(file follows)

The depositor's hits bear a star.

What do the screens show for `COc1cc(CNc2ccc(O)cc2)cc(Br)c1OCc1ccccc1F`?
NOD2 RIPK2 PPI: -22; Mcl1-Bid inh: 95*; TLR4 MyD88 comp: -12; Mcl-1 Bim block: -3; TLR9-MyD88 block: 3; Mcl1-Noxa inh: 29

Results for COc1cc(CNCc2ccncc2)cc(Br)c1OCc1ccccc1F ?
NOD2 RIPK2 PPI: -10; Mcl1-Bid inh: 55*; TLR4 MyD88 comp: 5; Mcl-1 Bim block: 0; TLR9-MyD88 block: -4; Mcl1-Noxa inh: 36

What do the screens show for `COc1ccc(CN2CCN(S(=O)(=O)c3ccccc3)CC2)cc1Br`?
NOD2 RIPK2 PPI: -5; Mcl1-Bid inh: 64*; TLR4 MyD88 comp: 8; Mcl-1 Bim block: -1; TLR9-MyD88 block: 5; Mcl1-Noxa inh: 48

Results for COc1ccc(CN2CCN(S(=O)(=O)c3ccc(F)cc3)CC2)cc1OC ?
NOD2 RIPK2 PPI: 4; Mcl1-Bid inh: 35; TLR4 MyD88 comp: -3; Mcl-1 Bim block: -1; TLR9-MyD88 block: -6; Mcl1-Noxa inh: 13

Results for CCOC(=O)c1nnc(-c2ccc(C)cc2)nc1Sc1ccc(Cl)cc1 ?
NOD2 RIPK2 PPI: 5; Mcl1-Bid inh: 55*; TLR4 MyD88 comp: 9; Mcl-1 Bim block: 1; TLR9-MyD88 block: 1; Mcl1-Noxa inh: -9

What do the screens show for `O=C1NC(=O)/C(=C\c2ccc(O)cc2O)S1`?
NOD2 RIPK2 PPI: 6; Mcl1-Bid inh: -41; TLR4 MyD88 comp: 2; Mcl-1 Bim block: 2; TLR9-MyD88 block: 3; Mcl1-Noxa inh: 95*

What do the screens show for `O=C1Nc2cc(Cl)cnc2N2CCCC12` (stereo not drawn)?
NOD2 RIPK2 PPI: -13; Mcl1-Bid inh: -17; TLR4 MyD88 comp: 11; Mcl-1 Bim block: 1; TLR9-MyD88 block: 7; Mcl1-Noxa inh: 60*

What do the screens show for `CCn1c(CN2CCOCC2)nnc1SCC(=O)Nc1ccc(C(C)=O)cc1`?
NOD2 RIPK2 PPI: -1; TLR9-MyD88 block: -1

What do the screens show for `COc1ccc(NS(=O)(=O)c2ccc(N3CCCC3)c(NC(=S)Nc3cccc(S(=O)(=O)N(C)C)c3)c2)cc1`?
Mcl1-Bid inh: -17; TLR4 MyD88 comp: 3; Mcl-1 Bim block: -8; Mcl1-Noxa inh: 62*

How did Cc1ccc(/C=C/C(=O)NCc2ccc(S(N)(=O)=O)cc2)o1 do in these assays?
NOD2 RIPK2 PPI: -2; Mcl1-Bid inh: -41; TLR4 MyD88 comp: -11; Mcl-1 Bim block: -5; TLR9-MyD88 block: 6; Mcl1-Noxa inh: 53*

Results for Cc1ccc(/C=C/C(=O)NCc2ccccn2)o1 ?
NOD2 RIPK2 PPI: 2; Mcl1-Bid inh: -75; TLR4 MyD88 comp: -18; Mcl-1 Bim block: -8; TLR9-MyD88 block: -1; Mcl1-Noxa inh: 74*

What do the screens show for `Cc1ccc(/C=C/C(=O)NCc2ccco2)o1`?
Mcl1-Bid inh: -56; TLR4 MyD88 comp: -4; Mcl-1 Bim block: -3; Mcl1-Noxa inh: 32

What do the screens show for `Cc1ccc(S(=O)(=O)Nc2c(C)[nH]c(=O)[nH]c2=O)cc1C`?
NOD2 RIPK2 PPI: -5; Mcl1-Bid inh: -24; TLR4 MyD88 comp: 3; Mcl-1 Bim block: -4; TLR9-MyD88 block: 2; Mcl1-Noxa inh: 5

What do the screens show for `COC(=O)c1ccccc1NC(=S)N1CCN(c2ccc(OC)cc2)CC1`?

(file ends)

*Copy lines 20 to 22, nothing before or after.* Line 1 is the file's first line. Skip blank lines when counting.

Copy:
How did Cc1ccc(/C=C/C(=O)NCc2ccc(S(N)(=O)=O)cc2)o1 do in these assays?
NOD2 RIPK2 PPI: -2; Mcl1-Bid inh: -41; TLR4 MyD88 comp: -11; Mcl-1 Bim block: -5; TLR9-MyD88 block: 6; Mcl1-Noxa inh: 53*

Results for Cc1ccc(/C=C/C(=O)NCc2ccccn2)o1 ?